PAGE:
April 26, 2017

Fundación Casa Wabi

Ando’s unique architectural design impresses for its visual impact and perfect fit for its art residents.

Wabi-Sabi is a famous Japanese concept representing the beauty and wisdom behind imperfection. To create art, abiding to said concept, it is to embrace the continuous process behind each work. With that in mind, Fundación Casa Wabi, located in Mexico, fosters art residencies for six artists at a time—a true opportunity to better themselves and exercise their creative process in an extraordinary dwelling by none other than Tadao Ando.

Tadao Ando, the celebrated Japanese architect was commissioned to create a multipurpose space facing the Pacific Ocean; the ocean view is left unhindered with the natural vegetation left untouched. Since the site has a generous length, the starting point was an absolute 312 meters single concrete wall dividing the public and private program. And thus, the minimalist aesthetics start to seep in. Not only does one color reign all walls and stone flooring, the texture of the burnt cement is clearly a feature in itself throughout. As the red and orange reflect the beautiful sunset, Ando specifically chose these colors for potential visual variations. An impressive feat indeed considering the usual path for costal abodes.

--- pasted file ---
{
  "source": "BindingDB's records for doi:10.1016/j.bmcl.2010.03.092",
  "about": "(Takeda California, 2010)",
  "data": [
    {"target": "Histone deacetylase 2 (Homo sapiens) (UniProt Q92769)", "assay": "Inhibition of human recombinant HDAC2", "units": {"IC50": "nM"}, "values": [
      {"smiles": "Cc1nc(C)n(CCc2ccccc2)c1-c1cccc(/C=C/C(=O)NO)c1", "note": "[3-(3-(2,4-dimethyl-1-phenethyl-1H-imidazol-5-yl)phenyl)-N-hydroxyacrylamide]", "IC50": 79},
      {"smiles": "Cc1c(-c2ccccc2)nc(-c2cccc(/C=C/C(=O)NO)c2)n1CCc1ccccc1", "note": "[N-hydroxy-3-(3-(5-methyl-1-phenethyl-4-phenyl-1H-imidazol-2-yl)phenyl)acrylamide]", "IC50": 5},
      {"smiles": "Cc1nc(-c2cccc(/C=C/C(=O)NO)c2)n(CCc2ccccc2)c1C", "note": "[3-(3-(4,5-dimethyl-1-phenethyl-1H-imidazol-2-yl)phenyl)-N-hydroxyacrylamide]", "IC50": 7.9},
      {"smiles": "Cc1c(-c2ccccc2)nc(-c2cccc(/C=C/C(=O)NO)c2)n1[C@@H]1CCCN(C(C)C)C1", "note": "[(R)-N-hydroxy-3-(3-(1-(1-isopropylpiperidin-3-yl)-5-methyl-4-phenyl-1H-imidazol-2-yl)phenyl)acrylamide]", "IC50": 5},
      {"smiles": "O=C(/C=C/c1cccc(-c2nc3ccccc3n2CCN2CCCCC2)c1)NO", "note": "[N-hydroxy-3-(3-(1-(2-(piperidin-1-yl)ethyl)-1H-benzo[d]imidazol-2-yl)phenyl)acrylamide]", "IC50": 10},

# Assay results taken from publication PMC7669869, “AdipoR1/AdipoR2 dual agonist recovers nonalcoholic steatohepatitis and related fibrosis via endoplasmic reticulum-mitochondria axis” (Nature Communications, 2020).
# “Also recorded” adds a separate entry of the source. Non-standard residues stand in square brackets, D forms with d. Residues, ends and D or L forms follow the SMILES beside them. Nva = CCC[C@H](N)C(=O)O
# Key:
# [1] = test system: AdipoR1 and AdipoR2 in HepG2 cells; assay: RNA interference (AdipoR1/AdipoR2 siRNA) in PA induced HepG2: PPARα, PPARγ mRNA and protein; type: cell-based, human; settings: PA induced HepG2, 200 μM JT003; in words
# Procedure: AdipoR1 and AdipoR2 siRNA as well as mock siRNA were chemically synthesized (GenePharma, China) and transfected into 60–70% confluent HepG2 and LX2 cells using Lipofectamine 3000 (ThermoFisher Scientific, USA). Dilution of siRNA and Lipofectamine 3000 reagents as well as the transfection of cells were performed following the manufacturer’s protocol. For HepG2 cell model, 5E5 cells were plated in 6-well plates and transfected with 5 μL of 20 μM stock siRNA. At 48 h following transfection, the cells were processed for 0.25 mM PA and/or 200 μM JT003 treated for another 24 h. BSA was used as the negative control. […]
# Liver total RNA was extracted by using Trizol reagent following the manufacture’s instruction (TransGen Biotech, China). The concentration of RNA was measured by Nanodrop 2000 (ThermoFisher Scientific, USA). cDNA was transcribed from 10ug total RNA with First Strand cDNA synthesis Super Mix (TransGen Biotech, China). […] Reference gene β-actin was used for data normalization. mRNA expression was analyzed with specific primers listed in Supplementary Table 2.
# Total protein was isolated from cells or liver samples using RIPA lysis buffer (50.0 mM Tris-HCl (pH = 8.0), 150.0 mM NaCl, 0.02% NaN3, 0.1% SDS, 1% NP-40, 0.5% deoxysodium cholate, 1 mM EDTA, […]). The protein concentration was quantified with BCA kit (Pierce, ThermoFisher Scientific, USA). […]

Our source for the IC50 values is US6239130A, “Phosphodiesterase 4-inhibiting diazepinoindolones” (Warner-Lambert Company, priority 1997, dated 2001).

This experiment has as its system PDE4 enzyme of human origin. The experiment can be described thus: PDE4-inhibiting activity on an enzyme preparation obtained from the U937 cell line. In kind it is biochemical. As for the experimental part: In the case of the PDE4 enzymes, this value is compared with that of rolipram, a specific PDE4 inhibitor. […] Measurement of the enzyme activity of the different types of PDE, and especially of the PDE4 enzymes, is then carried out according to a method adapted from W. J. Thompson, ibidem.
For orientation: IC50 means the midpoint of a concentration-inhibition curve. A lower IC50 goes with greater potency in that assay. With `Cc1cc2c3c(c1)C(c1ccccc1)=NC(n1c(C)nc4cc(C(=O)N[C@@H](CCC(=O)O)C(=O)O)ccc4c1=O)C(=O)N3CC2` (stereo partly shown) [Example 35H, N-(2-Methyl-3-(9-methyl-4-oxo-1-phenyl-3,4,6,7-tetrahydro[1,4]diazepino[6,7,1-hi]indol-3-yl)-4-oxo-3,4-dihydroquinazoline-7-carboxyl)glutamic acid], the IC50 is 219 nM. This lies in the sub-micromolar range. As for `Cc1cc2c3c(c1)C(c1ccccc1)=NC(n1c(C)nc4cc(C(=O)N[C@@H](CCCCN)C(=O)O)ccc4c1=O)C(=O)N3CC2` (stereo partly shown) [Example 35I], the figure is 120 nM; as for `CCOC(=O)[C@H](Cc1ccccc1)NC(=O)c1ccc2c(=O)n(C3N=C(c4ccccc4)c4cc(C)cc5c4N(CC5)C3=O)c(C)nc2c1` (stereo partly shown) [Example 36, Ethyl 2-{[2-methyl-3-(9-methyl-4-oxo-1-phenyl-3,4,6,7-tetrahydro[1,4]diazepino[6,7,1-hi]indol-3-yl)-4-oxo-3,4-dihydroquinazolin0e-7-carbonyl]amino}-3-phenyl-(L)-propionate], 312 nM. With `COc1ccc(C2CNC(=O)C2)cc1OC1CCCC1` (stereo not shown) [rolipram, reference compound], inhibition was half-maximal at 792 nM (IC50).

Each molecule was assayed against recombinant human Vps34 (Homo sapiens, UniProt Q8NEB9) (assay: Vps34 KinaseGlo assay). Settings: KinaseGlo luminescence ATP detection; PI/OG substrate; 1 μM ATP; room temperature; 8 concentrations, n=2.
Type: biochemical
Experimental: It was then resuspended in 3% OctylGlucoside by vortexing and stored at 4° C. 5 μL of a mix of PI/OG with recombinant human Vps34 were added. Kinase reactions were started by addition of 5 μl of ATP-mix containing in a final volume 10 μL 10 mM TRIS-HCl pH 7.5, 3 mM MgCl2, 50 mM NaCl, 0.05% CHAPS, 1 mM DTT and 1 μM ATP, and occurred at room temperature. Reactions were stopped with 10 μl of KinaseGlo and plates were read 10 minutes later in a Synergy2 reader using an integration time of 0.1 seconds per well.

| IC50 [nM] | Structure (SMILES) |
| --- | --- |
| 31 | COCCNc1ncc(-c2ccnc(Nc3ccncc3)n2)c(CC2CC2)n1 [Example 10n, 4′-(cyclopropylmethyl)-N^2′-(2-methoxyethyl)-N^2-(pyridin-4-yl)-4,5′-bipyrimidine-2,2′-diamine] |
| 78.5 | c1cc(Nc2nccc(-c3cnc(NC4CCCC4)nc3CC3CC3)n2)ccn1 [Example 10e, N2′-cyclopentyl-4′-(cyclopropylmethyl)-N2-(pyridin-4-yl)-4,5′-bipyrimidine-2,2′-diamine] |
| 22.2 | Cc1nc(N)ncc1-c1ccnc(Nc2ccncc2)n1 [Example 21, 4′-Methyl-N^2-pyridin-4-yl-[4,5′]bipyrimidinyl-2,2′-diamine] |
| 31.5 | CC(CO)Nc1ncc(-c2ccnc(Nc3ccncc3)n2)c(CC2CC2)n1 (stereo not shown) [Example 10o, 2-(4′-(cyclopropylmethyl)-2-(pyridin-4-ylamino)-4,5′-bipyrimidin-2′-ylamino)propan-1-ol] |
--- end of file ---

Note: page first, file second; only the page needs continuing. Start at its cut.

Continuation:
The pool area manages to steal the spotlight for itself. The true star of the Fundácion is the inconspicuous area for the students’ well deserved breaks. Acting as an extension of the house, the rectangular pool makes for a gorgeous visual composition alongside the thin runway.

To represent the Oaxaca Coast region of Mexico, Ando did not forget to infuse a strong regional element into the project. The modern lower part meets an interesting juxtaposition with a traditional element of huts: the Palapa roofs. A risky maneuver in the hand of an experienced architect that proved to be worth it. The mix of Ando’s trademark minimalism with the thatched roof made of dried palm leaves is a strong statement of the versatility of the aesthetic in hand.

Published by Minimalissimo in Design

Photography by Edmund Sumner

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